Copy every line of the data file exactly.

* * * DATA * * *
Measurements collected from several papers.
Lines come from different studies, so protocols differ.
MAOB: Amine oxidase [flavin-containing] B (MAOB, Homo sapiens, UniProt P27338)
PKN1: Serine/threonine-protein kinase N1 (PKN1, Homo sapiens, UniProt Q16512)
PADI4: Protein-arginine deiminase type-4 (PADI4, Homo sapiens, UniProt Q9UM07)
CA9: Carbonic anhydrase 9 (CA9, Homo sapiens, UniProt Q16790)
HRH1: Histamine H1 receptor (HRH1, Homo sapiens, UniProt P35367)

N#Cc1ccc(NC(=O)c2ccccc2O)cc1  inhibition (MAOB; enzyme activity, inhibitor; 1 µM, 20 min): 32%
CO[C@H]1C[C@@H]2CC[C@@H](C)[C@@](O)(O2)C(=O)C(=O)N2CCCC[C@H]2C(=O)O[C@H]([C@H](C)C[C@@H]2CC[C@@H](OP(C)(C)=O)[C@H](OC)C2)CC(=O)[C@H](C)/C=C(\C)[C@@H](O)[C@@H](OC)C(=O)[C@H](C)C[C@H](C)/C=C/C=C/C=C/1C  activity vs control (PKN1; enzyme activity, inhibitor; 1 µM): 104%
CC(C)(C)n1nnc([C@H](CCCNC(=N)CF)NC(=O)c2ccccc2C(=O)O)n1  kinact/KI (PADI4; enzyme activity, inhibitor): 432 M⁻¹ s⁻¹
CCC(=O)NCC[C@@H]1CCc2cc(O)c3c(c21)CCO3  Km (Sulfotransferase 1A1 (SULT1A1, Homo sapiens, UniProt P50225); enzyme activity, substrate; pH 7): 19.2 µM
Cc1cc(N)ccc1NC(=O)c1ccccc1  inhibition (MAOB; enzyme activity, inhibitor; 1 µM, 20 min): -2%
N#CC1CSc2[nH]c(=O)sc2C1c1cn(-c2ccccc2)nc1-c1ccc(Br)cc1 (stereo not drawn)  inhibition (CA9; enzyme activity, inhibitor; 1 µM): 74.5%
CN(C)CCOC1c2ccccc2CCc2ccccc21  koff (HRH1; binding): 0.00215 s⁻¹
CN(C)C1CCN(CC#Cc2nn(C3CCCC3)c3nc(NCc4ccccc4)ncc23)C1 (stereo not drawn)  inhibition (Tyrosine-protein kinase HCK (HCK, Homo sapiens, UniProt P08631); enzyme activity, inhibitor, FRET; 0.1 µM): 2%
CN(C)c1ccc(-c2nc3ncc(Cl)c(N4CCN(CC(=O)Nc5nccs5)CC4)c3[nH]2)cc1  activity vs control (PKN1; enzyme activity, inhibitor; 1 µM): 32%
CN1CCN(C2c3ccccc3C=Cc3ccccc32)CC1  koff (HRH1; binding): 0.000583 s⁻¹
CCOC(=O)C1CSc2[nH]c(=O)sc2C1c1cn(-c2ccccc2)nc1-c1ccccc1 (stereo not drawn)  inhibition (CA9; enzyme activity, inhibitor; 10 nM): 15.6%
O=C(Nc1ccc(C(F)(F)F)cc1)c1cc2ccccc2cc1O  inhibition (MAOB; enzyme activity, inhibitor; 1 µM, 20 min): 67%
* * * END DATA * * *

Measurements collected from several papers.
Lines come from different studies, so protocols differ.
MAOB: Amine oxidase [flavin-containing] B (MAOB, Homo sapiens, UniProt P27338)
PKN1: Serine/threonine-protein kinase N1 (PKN1, Homo sapiens, UniProt Q16512)
PADI4: Protein-arginine deiminase type-4 (PADI4, Homo sapiens, UniProt Q9UM07)
CA9: Carbonic anhydrase 9 (CA9, Homo sapiens, UniProt Q16790)
HRH1: Histamine H1 receptor (HRH1, Homo sapiens, UniProt P35367)

N#Cc1ccc(NC(=O)c2ccccc2O)cc1  inhibition (MAOB; enzyme activity, inhibitor; 1 µM, 20 min): 32%
CO[C@H]1C[C@@H]2CC[C@@H](C)[C@@](O)(O2)C(=O)C(=O)N2CCCC[C@H]2C(=O)O[C@H]([C@H](C)C[C@@H]2CC[C@@H](OP(C)(C)=O)[C@H](OC)C2)CC(=O)[C@H](C)/C=C(\C)[C@@H](O)[C@@H](OC)C(=O)[C@H](C)C[C@H](C)/C=C/C=C/C=C/1C  activity vs control (PKN1; enzyme activity, inhibitor; 1 µM): 104%
CC(C)(C)n1nnc([C@H](CCCNC(=N)CF)NC(=O)c2ccccc2C(=O)O)n1  kinact/KI (PADI4; enzyme activity, inhibitor): 432 M⁻¹ s⁻¹
CCC(=O)NCC[C@@H]1CCc2cc(O)c3c(c21)CCO3  Km (Sulfotransferase 1A1 (SULT1A1, Homo sapiens, UniProt P50225); enzyme activity, substrate; pH 7): 19.2 µM
Cc1cc(N)ccc1NC(=O)c1ccccc1  inhibition (MAOB; enzyme activity, inhibitor; 1 µM, 20 min): -2%
N#CC1CSc2[nH]c(=O)sc2C1c1cn(-c2ccccc2)nc1-c1ccc(Br)cc1 (stereo not drawn)  inhibition (CA9; enzyme activity, inhibitor; 1 µM): 74.5%
CN(C)CCOC1c2ccccc2CCc2ccccc21  koff (HRH1; binding): 0.00215 s⁻¹
CN(C)C1CCN(CC#Cc2nn(C3CCCC3)c3nc(NCc4ccccc4)ncc23)C1 (stereo not drawn)  inhibition (Tyrosine-protein kinase HCK (HCK, Homo sapiens, UniProt P08631); enzyme activity, inhibitor, FRET; 0.1 µM): 2%
CN(C)c1ccc(-c2nc3ncc(Cl)c(N4CCN(CC(=O)Nc5nccs5)CC4)c3[nH]2)cc1  activity vs control (PKN1; enzyme activity, inhibitor; 1 µM): 32%
CN1CCN(C2c3ccccc3C=Cc3ccccc32)CC1  koff (HRH1; binding): 0.000583 s⁻¹
CCOC(=O)C1CSc2[nH]c(=O)sc2C1c1cn(-c2ccccc2)nc1-c1ccccc1 (stereo not drawn)  inhibition (CA9; enzyme activity, inhibitor; 10 nM): 15.6%
O=C(Nc1ccc(C(F)(F)F)cc1)c1cc2ccccc2cc1O  inhibition (MAOB; enzyme activity, inhibitor; 1 µM, 20 min): 67%